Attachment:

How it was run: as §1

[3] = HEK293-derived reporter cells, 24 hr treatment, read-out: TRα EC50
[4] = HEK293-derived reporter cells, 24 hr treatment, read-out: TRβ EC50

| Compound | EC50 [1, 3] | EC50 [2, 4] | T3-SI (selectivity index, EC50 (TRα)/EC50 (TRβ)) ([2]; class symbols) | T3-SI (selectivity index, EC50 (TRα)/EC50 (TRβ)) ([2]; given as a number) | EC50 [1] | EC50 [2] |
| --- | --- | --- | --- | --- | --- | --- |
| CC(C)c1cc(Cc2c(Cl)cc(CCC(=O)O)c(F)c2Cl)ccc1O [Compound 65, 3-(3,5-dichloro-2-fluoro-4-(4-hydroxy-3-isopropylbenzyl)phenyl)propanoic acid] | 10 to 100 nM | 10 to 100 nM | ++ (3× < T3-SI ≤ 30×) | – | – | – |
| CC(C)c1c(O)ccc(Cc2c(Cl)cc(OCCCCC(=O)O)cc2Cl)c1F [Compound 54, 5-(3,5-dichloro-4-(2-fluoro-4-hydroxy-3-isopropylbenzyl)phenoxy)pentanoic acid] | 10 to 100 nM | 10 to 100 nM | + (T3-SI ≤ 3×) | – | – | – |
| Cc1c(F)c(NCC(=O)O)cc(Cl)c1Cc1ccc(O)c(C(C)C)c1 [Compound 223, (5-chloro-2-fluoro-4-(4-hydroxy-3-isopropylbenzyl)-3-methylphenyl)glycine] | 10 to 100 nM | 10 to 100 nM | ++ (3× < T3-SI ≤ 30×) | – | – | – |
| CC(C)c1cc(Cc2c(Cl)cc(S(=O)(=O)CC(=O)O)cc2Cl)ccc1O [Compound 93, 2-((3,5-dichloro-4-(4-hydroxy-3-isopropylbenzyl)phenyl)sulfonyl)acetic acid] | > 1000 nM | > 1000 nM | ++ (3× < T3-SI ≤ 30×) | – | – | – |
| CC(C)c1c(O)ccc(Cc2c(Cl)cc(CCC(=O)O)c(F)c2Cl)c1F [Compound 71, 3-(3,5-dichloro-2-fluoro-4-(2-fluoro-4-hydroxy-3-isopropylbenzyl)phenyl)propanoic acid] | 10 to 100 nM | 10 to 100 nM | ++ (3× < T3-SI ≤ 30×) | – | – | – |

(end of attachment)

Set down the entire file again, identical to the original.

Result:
How it was run: as §1

[3] = HEK293-derived reporter cells, 24 hr treatment, read-out: TRα EC50
[4] = HEK293-derived reporter cells, 24 hr treatment, read-out: TRβ EC50

| Compound | EC50 [1, 3] | EC50 [2, 4] | T3-SI (selectivity index, EC50 (TRα)/EC50 (TRβ)) ([2]; class symbols) | T3-SI (selectivity index, EC50 (TRα)/EC50 (TRβ)) ([2]; given as a number) | EC50 [1] | EC50 [2] |
| --- | --- | --- | --- | --- | --- | --- |
| CC(C)c1cc(Cc2c(Cl)cc(CCC(=O)O)c(F)c2Cl)ccc1O [Compound 65, 3-(3,5-dichloro-2-fluoro-4-(4-hydroxy-3-isopropylbenzyl)phenyl)propanoic acid] | 10 to 100 nM | 10 to 100 nM | ++ (3× < T3-SI ≤ 30×) | – | – | – |
| CC(C)c1c(O)ccc(Cc2c(Cl)cc(OCCCCC(=O)O)cc2Cl)c1F [Compound 54, 5-(3,5-dichloro-4-(2-fluoro-4-hydroxy-3-isopropylbenzyl)phenoxy)pentanoic acid] | 10 to 100 nM | 10 to 100 nM | + (T3-SI ≤ 3×) | – | – | – |
| Cc1c(F)c(NCC(=O)O)cc(Cl)c1Cc1ccc(O)c(C(C)C)c1 [Compound 223, (5-chloro-2-fluoro-4-(4-hydroxy-3-isopropylbenzyl)-3-methylphenyl)glycine] | 10 to 100 nM | 10 to 100 nM | ++ (3× < T3-SI ≤ 30×) | – | – | – |
| CC(C)c1cc(Cc2c(Cl)cc(S(=O)(=O)CC(=O)O)cc2Cl)ccc1O [Compound 93, 2-((3,5-dichloro-4-(4-hydroxy-3-isopropylbenzyl)phenyl)sulfonyl)acetic acid] | > 1000 nM | > 1000 nM | ++ (3× < T3-SI ≤ 30×) | – | – | – |
| CC(C)c1c(O)ccc(Cc2c(Cl)cc(CCC(=O)O)c(F)c2Cl)c1F [Compound 71, 3-(3,5-dichloro-2-fluoro-4-(2-fluoro-4-hydroxy-3-isopropylbenzyl)phenyl)propanoic acid] | 10 to 100 nM | 10 to 100 nM | ++ (3× < T3-SI ≤ 30×) | – | – | – |